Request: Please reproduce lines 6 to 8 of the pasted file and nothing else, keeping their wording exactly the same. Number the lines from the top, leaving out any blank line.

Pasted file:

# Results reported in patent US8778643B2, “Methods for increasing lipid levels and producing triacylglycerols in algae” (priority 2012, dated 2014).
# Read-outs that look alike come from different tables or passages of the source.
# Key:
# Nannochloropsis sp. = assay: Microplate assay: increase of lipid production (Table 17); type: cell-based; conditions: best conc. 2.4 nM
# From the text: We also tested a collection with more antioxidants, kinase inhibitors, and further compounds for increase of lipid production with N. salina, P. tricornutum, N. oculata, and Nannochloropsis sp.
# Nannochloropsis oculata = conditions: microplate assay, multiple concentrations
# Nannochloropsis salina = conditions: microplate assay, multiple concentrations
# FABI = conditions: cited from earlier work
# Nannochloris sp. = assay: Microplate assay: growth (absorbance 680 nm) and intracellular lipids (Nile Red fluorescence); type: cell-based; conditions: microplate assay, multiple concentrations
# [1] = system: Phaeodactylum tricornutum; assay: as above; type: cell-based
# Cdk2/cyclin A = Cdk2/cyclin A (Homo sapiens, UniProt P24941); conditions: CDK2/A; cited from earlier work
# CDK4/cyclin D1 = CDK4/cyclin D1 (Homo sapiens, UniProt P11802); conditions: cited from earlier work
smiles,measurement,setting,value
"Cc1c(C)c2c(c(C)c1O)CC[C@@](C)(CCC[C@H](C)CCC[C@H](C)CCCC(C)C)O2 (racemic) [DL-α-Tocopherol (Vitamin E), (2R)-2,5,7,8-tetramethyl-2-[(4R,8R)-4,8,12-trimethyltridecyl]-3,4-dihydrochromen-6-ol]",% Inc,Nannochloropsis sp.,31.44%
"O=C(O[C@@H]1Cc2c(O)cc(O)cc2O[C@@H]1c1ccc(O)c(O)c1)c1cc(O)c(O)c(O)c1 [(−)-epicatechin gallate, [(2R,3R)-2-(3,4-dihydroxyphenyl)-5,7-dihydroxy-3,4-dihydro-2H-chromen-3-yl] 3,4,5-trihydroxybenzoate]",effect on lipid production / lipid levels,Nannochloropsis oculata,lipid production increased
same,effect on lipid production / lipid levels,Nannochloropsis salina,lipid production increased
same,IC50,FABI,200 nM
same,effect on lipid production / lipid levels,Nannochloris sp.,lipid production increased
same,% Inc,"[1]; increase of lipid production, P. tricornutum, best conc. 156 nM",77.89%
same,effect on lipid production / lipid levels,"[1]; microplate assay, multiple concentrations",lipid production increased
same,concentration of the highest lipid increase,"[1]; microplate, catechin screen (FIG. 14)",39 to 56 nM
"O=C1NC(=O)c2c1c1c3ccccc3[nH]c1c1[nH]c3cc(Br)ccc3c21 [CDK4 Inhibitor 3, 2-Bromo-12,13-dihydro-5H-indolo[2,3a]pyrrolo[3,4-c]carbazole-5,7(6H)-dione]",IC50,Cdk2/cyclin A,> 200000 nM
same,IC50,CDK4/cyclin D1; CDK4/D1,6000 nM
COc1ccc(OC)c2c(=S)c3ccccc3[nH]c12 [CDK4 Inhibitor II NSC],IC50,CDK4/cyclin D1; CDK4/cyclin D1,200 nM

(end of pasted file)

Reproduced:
# Nannochloropsis oculata = conditions: microplate assay, multiple concentrations
# Nannochloropsis salina = conditions: microplate assay, multiple concentrations
# FABI = conditions: cited from earlier work